The Florida Keys Mosquito Control is warning of a serious public health threat — namely the arrival of a new strain of mosquitos migrating from South America (Frito foolopictus) that is the size of a juvenile double-breasted cormorant and equally as dangerous.
“We are blaming this threat on Tallahassee,” said Commissioner Stephen Smith. “They think that because of budget cuts that we are not going to be prepared.”
Smith was the only member of the Florida Keys Mosquito Control available (or willing) to answer The Weekly’s questions. According to a source inside Mosquito Control headquarters, the other four Commissioners were busy installing Teflon screens on their lavish waterfront homes. According to the same source, their next order of business was to make masking tape “X”s on their car windows, although that’s generally regarded to be as ineffective a method of protection as extra-large condoms.
“We are attaching rockets to our helicopters that will resemble NERF dart guns, but much more lethal,” Commissioner Smith said.
The mosquitoes pose a clear and present danger to the Keys. Their eating habits alone will have a huge impact on the ecology of the islands, and certain activists are concerned the feral cat population could dwindle to less than 1 million. The Keys are also likely to suffer in terms of dollars and cents. But tourism experts plan to spin the giant mosquito problem by touting it as excellent, gourmet fare in the hands of talented local chefs.
(Coming this fall: The Inaugural Florida Keys Skeeter and Stone Crab Festival.)
Other residents concerned about the coming mosquito plague are making a run on local gun shops. Mark Senmartin of Cash Flow Guns has a number of armaments suitable for personal protection.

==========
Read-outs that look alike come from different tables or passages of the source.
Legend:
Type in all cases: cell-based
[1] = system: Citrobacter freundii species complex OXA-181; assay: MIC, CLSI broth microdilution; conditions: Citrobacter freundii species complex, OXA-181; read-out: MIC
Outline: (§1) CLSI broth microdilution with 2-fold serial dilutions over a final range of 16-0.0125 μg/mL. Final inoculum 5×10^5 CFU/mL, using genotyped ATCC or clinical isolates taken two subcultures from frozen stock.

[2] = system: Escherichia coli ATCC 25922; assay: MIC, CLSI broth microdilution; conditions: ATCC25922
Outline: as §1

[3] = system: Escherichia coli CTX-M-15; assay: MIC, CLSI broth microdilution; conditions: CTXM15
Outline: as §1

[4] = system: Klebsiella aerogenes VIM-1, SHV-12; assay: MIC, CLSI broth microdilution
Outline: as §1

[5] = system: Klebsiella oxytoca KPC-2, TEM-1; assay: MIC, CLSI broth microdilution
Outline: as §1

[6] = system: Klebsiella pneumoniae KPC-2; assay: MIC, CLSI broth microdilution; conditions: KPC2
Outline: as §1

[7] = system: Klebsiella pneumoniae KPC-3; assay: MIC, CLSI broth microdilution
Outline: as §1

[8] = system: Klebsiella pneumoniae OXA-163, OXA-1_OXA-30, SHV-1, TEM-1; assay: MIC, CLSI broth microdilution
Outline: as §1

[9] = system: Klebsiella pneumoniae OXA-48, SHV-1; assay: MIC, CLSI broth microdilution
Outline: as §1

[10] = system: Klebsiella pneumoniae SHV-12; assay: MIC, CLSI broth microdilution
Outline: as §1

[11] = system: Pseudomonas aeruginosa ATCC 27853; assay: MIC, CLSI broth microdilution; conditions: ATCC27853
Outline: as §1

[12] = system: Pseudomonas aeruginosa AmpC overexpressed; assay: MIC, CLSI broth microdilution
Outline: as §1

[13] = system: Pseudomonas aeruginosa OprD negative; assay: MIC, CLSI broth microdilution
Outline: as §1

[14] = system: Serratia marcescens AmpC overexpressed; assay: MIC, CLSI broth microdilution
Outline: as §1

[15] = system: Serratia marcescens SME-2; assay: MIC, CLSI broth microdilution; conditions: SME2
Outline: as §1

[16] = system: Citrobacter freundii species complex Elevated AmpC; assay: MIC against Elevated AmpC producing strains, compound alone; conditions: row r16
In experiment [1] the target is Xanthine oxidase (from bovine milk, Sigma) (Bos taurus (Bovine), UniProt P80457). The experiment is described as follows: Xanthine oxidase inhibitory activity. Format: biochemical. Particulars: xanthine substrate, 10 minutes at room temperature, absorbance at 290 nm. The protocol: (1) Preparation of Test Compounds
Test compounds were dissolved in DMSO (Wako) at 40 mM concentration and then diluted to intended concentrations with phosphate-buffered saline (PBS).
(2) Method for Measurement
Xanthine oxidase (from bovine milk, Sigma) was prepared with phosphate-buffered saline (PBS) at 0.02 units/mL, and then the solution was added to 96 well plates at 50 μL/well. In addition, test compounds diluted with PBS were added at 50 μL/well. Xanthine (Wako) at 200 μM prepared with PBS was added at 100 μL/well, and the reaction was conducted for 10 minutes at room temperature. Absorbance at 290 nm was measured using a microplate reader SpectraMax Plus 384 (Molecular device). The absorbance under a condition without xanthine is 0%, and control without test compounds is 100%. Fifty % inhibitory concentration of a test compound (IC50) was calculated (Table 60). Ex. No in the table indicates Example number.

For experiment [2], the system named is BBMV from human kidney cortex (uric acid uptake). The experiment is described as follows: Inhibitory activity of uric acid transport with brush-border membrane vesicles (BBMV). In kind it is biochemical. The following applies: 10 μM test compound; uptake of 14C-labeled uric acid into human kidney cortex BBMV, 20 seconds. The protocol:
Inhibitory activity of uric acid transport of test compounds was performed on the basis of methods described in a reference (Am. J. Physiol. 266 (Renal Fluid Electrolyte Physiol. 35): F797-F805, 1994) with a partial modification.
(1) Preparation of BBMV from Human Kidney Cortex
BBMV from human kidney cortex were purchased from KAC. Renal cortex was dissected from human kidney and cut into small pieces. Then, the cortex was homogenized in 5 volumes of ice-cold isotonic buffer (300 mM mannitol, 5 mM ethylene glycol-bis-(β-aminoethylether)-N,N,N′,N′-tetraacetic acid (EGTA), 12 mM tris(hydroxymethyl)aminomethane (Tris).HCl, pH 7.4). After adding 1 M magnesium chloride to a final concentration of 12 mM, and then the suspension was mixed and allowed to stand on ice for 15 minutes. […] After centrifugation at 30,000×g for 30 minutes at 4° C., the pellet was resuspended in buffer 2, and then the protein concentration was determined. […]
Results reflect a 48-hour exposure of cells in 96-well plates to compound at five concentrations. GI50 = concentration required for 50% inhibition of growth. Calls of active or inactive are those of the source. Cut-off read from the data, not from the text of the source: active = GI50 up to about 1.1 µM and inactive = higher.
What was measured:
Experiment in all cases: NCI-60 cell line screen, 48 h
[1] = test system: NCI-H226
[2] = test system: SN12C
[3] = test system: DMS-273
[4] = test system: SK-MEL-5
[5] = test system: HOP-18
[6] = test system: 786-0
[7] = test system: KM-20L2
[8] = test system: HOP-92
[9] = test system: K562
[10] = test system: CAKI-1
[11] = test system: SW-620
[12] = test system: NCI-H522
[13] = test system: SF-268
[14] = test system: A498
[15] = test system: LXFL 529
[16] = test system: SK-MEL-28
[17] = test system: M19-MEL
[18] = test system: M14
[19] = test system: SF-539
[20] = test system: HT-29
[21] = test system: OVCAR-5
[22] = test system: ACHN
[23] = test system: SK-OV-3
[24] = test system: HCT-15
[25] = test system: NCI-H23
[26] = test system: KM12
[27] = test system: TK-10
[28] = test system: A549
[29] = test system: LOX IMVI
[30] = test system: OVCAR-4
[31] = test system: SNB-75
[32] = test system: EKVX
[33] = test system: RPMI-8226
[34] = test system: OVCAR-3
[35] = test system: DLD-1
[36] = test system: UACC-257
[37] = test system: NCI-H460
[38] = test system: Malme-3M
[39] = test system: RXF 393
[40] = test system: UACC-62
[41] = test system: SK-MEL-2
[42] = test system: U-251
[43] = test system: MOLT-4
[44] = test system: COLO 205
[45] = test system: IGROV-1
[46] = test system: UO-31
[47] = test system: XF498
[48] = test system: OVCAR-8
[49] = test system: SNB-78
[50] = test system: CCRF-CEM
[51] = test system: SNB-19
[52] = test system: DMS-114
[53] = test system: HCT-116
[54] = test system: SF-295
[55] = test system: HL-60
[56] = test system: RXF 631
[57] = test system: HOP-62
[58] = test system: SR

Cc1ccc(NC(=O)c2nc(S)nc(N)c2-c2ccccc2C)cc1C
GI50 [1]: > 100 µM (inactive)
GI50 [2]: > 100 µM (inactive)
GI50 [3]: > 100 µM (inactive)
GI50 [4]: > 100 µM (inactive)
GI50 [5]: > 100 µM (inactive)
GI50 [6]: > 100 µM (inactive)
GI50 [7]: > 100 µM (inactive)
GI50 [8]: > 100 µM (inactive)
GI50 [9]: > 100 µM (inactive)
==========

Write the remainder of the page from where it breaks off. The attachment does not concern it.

“Rule No. 1 in skeeter control is to confuse the enemy,” he says while brandishing a pump action rocket launcher capable of dispersing smoke bombs up to 2,500 feet.
The Havoc rocket launcher sells for $99.99. The large-gauge ammunition is sold separately, but Senmartin throws in a free Marathon “Hook” bracelet (available exclusively at Cash Flow) with the purchase of 12 or more.
“Rule No. 2 is you can never have too many smoke bombs,” he said
So far, the Monroe County Health Department has been silent on the coming threat to the public. Spokesperson Kristopher Titleist refused to go on record, saying only that when the news breaks, “It’s going to be bad. I’m talkin’ Dengue bad.”
However, it’s likely the Middle Keys Guidance Clinic will arrange for grief counselors to console the parents of young children carried off by the huge insects. It will probably also advise resort owners to drain pools and tell golf course operators to empty the water features.
“They’re going to be looking for big, big standing water,” said … a guy we know.
Keys officials have already contacted the British company Oxitec. It’s hoped the research firm could develop and release non-biting giant mosquitoes that have been genetically modified to pass along a birth defect that kill their progeny before they reach the age of consent.
Although developing wind patterns will play a role, it’s expected that the buzz-saw doublechipdippers (Frito foolopictus) will arrive over the Florida Keys by Monday, April 1.